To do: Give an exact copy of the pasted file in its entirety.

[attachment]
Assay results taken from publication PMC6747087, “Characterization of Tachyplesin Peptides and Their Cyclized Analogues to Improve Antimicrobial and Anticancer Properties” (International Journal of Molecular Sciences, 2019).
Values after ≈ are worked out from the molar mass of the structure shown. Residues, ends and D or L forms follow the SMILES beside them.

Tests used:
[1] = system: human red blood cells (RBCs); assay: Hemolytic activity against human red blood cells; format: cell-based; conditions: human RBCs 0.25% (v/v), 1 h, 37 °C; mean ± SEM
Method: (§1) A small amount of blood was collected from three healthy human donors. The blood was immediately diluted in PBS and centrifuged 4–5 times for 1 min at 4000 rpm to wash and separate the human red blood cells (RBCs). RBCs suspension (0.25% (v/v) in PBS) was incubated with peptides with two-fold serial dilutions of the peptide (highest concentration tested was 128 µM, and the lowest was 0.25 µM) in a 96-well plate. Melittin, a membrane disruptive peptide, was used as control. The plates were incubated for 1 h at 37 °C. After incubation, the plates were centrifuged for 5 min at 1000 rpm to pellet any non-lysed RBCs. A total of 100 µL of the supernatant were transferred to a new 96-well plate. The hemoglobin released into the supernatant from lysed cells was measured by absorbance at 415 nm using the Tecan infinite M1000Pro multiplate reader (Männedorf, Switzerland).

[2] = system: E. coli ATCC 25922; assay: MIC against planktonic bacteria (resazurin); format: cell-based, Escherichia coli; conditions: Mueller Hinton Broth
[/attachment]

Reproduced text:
Assay results taken from publication PMC6747087, “Characterization of Tachyplesin Peptides and Their Cyclized Analogues to Improve Antimicrobial and Anticancer Properties” (International Journal of Molecular Sciences, 2019).
Values after ≈ are worked out from the molar mass of the structure shown. Residues, ends and D or L forms follow the SMILES beside them.

Tests used:
[1] = system: human red blood cells (RBCs); assay: Hemolytic activity against human red blood cells; format: cell-based; conditions: human RBCs 0.25% (v/v), 1 h, 37 °C; mean ± SEM
Method: (§1) A small amount of blood was collected from three healthy human donors. The blood was immediately diluted in PBS and centrifuged 4–5 times for 1 min at 4000 rpm to wash and separate the human red blood cells (RBCs). RBCs suspension (0.25% (v/v) in PBS) was incubated with peptides with two-fold serial dilutions of the peptide (highest concentration tested was 128 µM, and the lowest was 0.25 µM) in a 96-well plate. Melittin, a membrane disruptive peptide, was used as control. The plates were incubated for 1 h at 37 °C. After incubation, the plates were centrifuged for 5 min at 1000 rpm to pellet any non-lysed RBCs. A total of 100 µL of the supernatant were transferred to a new 96-well plate. The hemoglobin released into the supernatant from lysed cells was measured by absorbance at 415 nm using the Tecan infinite M1000Pro multiplate reader (Männedorf, Switzerland).

[2] = system: E. coli ATCC 25922; assay: MIC against planktonic bacteria (resazurin); format: cell-based, Escherichia coli; conditions: Mueller Hinton Broth